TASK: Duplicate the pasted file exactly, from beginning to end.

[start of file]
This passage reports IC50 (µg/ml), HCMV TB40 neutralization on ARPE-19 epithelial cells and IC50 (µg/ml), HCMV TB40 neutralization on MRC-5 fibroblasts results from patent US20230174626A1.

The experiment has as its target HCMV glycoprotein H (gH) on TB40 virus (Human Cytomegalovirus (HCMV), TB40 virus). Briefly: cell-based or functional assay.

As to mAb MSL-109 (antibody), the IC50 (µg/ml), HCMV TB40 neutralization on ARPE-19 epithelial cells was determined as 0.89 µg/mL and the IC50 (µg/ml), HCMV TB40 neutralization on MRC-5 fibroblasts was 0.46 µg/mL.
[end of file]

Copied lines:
This passage reports IC50 (µg/ml), HCMV TB40 neutralization on ARPE-19 epithelial cells and IC50 (µg/ml), HCMV TB40 neutralization on MRC-5 fibroblasts results from patent US20230174626A1.

The experiment has as its target HCMV glycoprotein H (gH) on TB40 virus (Human Cytomegalovirus (HCMV), TB40 virus). Briefly: cell-based or functional assay.

As to mAb MSL-109 (antibody), the IC50 (µg/ml), HCMV TB40 neutralization on ARPE-19 epithelial cells was determined as 0.89 µg/mL and the IC50 (µg/ml), HCMV TB40 neutralization on MRC-5 fibroblasts was 0.46 µg/mL.